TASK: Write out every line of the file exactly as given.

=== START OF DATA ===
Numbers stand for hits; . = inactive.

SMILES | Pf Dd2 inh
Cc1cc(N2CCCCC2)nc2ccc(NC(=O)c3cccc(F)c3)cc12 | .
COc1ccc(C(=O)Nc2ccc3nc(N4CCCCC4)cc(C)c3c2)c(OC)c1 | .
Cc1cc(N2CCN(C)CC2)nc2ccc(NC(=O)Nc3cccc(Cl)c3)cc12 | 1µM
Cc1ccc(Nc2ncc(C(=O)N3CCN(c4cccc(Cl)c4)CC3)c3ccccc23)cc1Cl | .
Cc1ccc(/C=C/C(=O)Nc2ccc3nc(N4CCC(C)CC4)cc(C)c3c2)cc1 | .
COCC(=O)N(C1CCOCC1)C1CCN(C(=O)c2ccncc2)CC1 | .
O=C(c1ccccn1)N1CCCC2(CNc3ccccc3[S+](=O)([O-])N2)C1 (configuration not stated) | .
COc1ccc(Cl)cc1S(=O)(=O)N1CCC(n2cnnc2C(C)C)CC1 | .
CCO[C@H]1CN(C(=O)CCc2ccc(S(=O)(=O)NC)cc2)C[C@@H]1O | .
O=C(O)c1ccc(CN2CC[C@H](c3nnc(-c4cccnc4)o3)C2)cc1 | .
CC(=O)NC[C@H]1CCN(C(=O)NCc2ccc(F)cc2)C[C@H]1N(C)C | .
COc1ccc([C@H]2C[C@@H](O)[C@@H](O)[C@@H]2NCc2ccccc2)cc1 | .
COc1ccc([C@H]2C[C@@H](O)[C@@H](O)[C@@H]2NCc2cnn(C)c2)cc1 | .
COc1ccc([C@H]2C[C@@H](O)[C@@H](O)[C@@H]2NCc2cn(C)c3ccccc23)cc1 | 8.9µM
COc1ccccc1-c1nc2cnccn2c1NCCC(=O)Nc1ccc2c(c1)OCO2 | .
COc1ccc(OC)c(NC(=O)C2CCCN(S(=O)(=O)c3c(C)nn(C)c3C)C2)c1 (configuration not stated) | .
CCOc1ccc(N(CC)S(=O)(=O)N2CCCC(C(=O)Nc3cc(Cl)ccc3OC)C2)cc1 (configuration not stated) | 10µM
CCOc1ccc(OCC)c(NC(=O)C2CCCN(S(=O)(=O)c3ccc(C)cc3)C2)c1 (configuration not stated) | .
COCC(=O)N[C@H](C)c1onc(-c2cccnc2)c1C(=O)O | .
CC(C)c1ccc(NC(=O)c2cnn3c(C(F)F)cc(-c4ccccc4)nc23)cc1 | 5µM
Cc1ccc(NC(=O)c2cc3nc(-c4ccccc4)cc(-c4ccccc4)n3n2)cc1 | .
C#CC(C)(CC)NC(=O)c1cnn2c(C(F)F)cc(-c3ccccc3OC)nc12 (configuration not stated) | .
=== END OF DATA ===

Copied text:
Numbers stand for hits; . = inactive.

SMILES | Pf Dd2 inh
Cc1cc(N2CCCCC2)nc2ccc(NC(=O)c3cccc(F)c3)cc12 | .
COc1ccc(C(=O)Nc2ccc3nc(N4CCCCC4)cc(C)c3c2)c(OC)c1 | .
Cc1cc(N2CCN(C)CC2)nc2ccc(NC(=O)Nc3cccc(Cl)c3)cc12 | 1µM
Cc1ccc(Nc2ncc(C(=O)N3CCN(c4cccc(Cl)c4)CC3)c3ccccc23)cc1Cl | .
Cc1ccc(/C=C/C(=O)Nc2ccc3nc(N4CCC(C)CC4)cc(C)c3c2)cc1 | .
COCC(=O)N(C1CCOCC1)C1CCN(C(=O)c2ccncc2)CC1 | .
O=C(c1ccccn1)N1CCCC2(CNc3ccccc3[S+](=O)([O-])N2)C1 (configuration not stated) | .
COc1ccc(Cl)cc1S(=O)(=O)N1CCC(n2cnnc2C(C)C)CC1 | .
CCO[C@H]1CN(C(=O)CCc2ccc(S(=O)(=O)NC)cc2)C[C@@H]1O | .
O=C(O)c1ccc(CN2CC[C@H](c3nnc(-c4cccnc4)o3)C2)cc1 | .
CC(=O)NC[C@H]1CCN(C(=O)NCc2ccc(F)cc2)C[C@H]1N(C)C | .
COc1ccc([C@H]2C[C@@H](O)[C@@H](O)[C@@H]2NCc2ccccc2)cc1 | .
COc1ccc([C@H]2C[C@@H](O)[C@@H](O)[C@@H]2NCc2cnn(C)c2)cc1 | .
COc1ccc([C@H]2C[C@@H](O)[C@@H](O)[C@@H]2NCc2cn(C)c3ccccc23)cc1 | 8.9µM
COc1ccccc1-c1nc2cnccn2c1NCCC(=O)Nc1ccc2c(c1)OCO2 | .
COc1ccc(OC)c(NC(=O)C2CCCN(S(=O)(=O)c3c(C)nn(C)c3C)C2)c1 (configuration not stated) | .
CCOc1ccc(N(CC)S(=O)(=O)N2CCCC(C(=O)Nc3cc(Cl)ccc3OC)C2)cc1 (configuration not stated) | 10µM
CCOc1ccc(OCC)c(NC(=O)C2CCCN(S(=O)(=O)c3ccc(C)cc3)C2)c1 (configuration not stated) | .
COCC(=O)N[C@H](C)c1onc(-c2cccnc2)c1C(=O)O | .
CC(C)c1ccc(NC(=O)c2cnn3c(C(F)F)cc(-c4ccccc4)nc23)cc1 | 5µM
Cc1ccc(NC(=O)c2cc3nc(-c4ccccc4)cc(-c4ccccc4)n3n2)cc1 | .
C#CC(C)(CC)NC(=O)c1cnn2c(C(F)F)cc(-c3ccccc3OC)nc12 (configuration not stated) | .